Tuesday, April 26, 2011

Watering for the Novice Gardener

I've been helping some friends learn to garden this year. I absolutely love getting other folks hooked on gardening! Recently someone sent me the following question:


I’m doing pretty well finding info in my Sunset Magazine books and on the Internet. There is one question not in the books and no one seems to agree on the Internet. What are the parameters for when to water? I know I’m not supposed to water in the afternoon on a hot day, but can I water in the afternoon on a cool day? Afternoon on a warm day? How about 6 pm on a warm day?


Watering, ah, always complicated! It's one of those things you set guidelines for, and then kind of muddle along learning by trial and error. To help things along, let's talk about the overall theory of watering plants, so that the novice gardener can get a feel for why and how watering is vital, and how plants respond to watering. Armed with that knowledge, you can then reason things out and generate common sense rules for watering.

So, what about plants and water? Not enough water and you get cell damage and stunted growth. Too much water and you deprive roots of the air they need to do their job, and you risk opportunistic infection by molds, mildews, and fungi. What's a gardener to do? Well, let's look at what plants do.

Plants transpire, emitting water as vapor through pores (stomata) in their leaves. They do it to cool themselves and also as part of photosynthesis. Plants are capable of closing the pores in their leaves tightly to minimize water loss on hot or windy days. Not only does this limit water loss, it will physically cause their leaves to droop so that they present less of a target for the sun.

The answer is to tailor watering to the overall conditions. When you water a plant, even at the roots without hitting the leaves, the pores on the leaves open up from a physiological response. This is why it can be bad to water on a windy day or a really hot day-- you are tricking the plant into leaving its pores too open and 'panting away' its water. The leaves can also get physical burns from water droplets on them acting like a magnifying glass in full sun! On the other hand, you also want the water on the plant and at the base of the plant to drain and dry, so watering at night is usually undesirable-- it also attracts snails and wildlife to your garden.

The best times to water are in the morning before 10am and in the evening about 2 hours before sunset. The hottest part of the day is over (or not started), it's ok for the plants to open their little pores for a couple of hours, and the watering will have dried up and things gone back to normal before any conditions of extreme heat or cold.

If you know you have been watering regularly, and see droopy plants on a hot day, *especially* don't water right then. Some plants, like tomatoes and squashes, are so good at sucking up their pores that their leaves get really really droopy and they look very bad. In the early evening, they should have perked up and look better. If they don't, then water the heck out of them, including misting the foliage so they can take water directly in via the stomata (pores).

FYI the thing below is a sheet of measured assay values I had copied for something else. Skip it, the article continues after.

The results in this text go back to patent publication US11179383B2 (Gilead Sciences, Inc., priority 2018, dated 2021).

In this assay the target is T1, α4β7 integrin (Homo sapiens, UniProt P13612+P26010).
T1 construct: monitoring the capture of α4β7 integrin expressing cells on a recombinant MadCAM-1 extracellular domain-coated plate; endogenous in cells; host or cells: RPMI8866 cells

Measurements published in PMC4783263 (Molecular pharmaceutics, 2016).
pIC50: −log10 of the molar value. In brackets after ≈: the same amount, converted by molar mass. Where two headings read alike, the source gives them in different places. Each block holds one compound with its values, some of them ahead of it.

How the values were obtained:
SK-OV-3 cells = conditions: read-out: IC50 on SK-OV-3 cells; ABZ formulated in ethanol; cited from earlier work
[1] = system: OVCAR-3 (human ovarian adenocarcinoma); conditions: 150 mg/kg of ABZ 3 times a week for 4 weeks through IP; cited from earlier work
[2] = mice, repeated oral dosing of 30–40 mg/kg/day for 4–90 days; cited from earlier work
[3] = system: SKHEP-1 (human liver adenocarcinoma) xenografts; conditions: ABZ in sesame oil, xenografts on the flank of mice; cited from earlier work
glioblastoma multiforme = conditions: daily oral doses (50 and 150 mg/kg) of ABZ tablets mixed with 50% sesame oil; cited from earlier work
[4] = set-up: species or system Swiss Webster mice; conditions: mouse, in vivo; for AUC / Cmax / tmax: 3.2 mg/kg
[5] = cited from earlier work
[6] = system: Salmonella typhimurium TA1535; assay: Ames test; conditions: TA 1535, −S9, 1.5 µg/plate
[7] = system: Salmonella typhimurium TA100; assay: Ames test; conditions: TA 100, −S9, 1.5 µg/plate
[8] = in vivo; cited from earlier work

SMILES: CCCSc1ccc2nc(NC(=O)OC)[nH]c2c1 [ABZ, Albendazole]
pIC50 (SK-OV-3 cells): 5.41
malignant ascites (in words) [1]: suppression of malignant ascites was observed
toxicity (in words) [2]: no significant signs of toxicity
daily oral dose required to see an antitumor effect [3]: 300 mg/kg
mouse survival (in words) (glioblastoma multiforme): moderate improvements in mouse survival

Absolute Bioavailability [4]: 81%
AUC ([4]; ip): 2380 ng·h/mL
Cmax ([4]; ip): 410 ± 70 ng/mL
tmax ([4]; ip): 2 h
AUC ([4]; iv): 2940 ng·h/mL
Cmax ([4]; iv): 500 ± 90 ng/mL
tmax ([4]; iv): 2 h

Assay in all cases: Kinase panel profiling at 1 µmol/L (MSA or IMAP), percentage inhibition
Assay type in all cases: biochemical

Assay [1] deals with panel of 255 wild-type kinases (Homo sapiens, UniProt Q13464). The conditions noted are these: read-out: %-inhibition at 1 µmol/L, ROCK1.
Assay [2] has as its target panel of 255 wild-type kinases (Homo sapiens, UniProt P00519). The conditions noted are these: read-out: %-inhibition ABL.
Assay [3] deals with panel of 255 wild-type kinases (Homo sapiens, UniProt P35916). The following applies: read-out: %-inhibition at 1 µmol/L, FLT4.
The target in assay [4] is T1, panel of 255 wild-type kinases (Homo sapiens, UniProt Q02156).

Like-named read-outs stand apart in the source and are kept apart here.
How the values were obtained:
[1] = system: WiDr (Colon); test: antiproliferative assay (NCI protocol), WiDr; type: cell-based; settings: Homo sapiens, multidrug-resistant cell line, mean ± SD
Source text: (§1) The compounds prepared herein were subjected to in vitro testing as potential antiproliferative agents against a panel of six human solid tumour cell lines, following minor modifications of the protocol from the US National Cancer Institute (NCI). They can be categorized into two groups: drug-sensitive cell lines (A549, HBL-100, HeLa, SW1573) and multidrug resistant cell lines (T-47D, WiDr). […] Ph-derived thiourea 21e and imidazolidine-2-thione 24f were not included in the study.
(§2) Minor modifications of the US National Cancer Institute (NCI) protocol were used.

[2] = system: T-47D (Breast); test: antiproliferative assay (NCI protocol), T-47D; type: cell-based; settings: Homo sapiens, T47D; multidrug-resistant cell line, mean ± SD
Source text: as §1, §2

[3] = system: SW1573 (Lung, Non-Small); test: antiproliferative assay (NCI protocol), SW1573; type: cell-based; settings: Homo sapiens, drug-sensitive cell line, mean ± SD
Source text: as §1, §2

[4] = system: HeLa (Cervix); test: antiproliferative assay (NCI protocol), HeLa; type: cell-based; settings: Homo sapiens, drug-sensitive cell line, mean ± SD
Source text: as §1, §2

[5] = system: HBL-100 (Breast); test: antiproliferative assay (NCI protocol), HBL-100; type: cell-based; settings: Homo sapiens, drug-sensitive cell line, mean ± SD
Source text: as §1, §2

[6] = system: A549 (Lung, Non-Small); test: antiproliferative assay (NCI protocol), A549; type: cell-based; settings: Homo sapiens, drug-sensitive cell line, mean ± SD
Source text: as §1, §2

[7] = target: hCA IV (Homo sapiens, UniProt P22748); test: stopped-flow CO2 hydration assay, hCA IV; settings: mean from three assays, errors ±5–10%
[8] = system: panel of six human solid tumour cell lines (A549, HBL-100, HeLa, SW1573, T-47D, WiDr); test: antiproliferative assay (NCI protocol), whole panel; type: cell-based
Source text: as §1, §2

Also remember, especially if you have plants in containers, that the first 1 - 3 inches of the soil should be primarily dry, so that the roots are getting enough air. Too much water in the soil can prevent your plant from getting the building blocks it needs to grow. It can also provide standing water for algae or anaerobic bacteria to grow and damage your plant. So you want the soil about 3 - 5 inches (or more) below the surface to be damp, but not wet.

Always love to hear other folks' watering tips and observations, please feel free to comment!

Labels: , , , ,

3 Comments:

Blogger sarah @ squigglesizzleswirl said...

Thank you for the info. Strata! I really appreciate that you explained the physiological side of how plants react to their environment and watering. :)

9:12 AM PDT  
Blogger Chamkile Din... Shimmering Days said...

Nice post. And website :-). I am just starting my first raised bed garden, having grown herbs and tomatoes in containers in the past season. Is drip line a must for a raised bed? I was just planning to water it myself every morning, its one 4X8 bed.

11:47 AM PDT  
Blogger Envision Landscapes said...

It is a very important factor for gardening to keep watering properly because it may cause harmful effects on the growth of seeds and flowers both over watering and low watering. Mainly it works according to season like winter or spring etc. This all information is indeed helpful for keeping my gardening continue.
Garden Design Sydney

5:08 AM PDT  

Post a Comment

<< Home